The layers of the skin (epidermis, dermis, and hypodermis) make up the largest organ in the body. Knowing them and learning how to take care of them has both aesthetic and health rewards.
Next, we explain what each layer is for and what you can do to keep them healthy and slow aging:
Table of Contents
What are the layers of the skin for?
The epidermis is the first of the layers of the skin, and also the thinnest. In addition to providing a protective barrier, it houses melanocytes, special cells that produce the pigment melanin. So It is the part where the responsibility of manufacturing the skin tone lies.
It is divided into five sublayers. Its outermost layer is the stratum corneum (stratum corneum), which contains dead cells. Some are removed naturally, while others require the use of exfoliating products. The rest of the sublayers are stratum lucid (stratum lucidum), stratum granulosa (stratum granulosum), stratum spinosum (stratum spinosum) and stratum basalis (stratum basale).
The second layer of the skin is called the dermis. Since it houses collagen, elastin and hyaluronic acid, plays an important role in keeping skin elastic and smooth. It should be noted that the dermis also contains hair follicles, blood vessels, sebaceous glands and nerves that make it possible to touch and perceive cold and heat.
It is the third and last of the layers of the skin. The reduction of this adipose tissue causes sagging and wrinkles. It also houses sweat glands and has the task of conserving heat and protecting vital organs.
How to take care of the skin
As the years go by, the synthesis of collagen, elastin and hyaluronic acid decreases. Likewise, there is a reduction of fat in the face. All these unavoidable processes in the different layers of the skin cause the appearance of wrinkles and sagging. However, there are many things you can do to make wrinkles difficult:
Protect yourself from UV rays
To keep skin healthy inside and out it is very important not to expose yourself too much to UV rays, as they can cause spots and wrinkles, with skin cancers being their most serious adverse effect. In addition to using sunscreens with SPF 30 or higher (fortunately, most daytime moisturizers already have it in their formulas), there are other recommendations that must be taken into account. And not only in summer, but throughout the year:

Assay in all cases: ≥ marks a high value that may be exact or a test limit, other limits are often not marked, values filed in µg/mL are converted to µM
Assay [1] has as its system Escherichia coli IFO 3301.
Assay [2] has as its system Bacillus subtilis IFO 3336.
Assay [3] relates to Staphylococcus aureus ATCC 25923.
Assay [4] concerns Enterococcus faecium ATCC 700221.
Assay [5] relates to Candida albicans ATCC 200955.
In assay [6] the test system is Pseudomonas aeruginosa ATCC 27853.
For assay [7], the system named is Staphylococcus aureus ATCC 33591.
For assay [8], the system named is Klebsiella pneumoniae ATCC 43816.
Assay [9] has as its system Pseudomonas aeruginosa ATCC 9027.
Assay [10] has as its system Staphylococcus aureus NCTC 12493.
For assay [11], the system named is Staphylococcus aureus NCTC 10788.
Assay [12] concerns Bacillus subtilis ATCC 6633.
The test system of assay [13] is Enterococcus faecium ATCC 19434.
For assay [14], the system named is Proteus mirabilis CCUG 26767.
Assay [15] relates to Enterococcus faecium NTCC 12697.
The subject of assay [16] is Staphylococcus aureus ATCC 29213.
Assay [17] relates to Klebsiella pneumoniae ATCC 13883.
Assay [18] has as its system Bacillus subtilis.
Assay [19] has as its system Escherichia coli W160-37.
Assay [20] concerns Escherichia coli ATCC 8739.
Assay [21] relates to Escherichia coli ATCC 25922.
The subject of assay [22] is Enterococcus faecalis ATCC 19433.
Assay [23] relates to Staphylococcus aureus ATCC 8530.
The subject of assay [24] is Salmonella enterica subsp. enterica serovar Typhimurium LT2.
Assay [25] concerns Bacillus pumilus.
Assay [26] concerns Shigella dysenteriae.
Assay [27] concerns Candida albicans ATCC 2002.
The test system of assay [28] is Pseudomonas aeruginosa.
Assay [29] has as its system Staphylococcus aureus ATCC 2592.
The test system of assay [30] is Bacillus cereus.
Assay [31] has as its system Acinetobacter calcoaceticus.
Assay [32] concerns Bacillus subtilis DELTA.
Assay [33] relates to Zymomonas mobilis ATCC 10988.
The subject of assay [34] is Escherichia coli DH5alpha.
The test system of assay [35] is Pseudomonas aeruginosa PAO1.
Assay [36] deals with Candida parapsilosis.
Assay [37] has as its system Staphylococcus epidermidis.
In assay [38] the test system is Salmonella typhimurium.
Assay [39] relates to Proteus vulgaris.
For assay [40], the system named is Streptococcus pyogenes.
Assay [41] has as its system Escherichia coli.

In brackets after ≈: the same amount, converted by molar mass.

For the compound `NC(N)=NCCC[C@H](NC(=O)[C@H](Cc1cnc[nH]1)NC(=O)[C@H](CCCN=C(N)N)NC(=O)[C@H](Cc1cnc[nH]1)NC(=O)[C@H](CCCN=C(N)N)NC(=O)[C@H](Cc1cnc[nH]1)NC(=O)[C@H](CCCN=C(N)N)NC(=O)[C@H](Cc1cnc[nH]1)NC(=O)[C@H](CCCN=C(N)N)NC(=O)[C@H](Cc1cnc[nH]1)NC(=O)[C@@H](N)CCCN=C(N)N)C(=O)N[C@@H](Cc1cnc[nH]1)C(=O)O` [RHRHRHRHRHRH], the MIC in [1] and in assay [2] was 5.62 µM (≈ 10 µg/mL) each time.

- Covering your skin with clothing when outdoors
- Wear hats and sunglasses
- Avoid tanning beds
Furthermore, the skin produces vitamin D naturally when it comes in direct contact with the sun's rays. Vitamin D participates in the absorption of calcium from the body. It is also believed to play a role in preventing diseases such as dementia and some types of cancer.
However, dermatologists recommend getting vitamin D through diet rather than sun exposure. Salmon, tuna, egg yolk, and mushrooms are among the best natural sources of this nutrient. You can also get your daily dose of vitamin D through fortified milk and cereals, as well as with the help of nutritional supplements.
Adopt healthy habits
The effect of some habits is more significant than others, but practically everything you do throughout the day affects the condition of your skin. Training at least three times a week, sleeping 7-8 hours a day, and eating a balanced diet are among the beneficial habits. The harmful ones are tobacco, alcohol abuse, sedentary life and stress.
If you lead a healthy life and want your skin to be even more supple and hydrated, consider boosting the presence of omega fatty acids and antioxidants in your diet. You can get it through the following foods:
- Blue Fish
- Dark chocolate
- Sunflower seeds
- Potato Chips
Create a solid hygiene routine
Cleaning and hydrating the skin every day is essential. Includes cleansers, scrubs, eye creams, hydrating creams, serums and body moisturizers in your personal care arsenal.
Cleansers remove dirt and sebum build-up. They leave the skin ready to absorb the rest of the products of your hygiene routine. Use lukewarm water and change your cleanser for an exfoliant (it can be physical or chemical) 1-2 times a week to remove dead cells for a more thorough cleaning.
Eye creams prevent dark circles and crow's feet, which are one of the first signs of aging in the face. Although many men skip this step, the truth is that it can make a big difference when it comes to facial skin and overall image.
Moisturizers help keep skin soft and glowing. As far as possible, they also delay the appearance of the signs of aging. Day, night and body are the three types of cream needed. You can also add one specially formulated for the feet if you consider it necessary.
For more complete facial hydration, consider combining your moisturizer with a serum. While the former remain in the outer skin layers, reinforcing its waterproof barrier, serums can penetrate deeper thanks to their smaller molecular structure.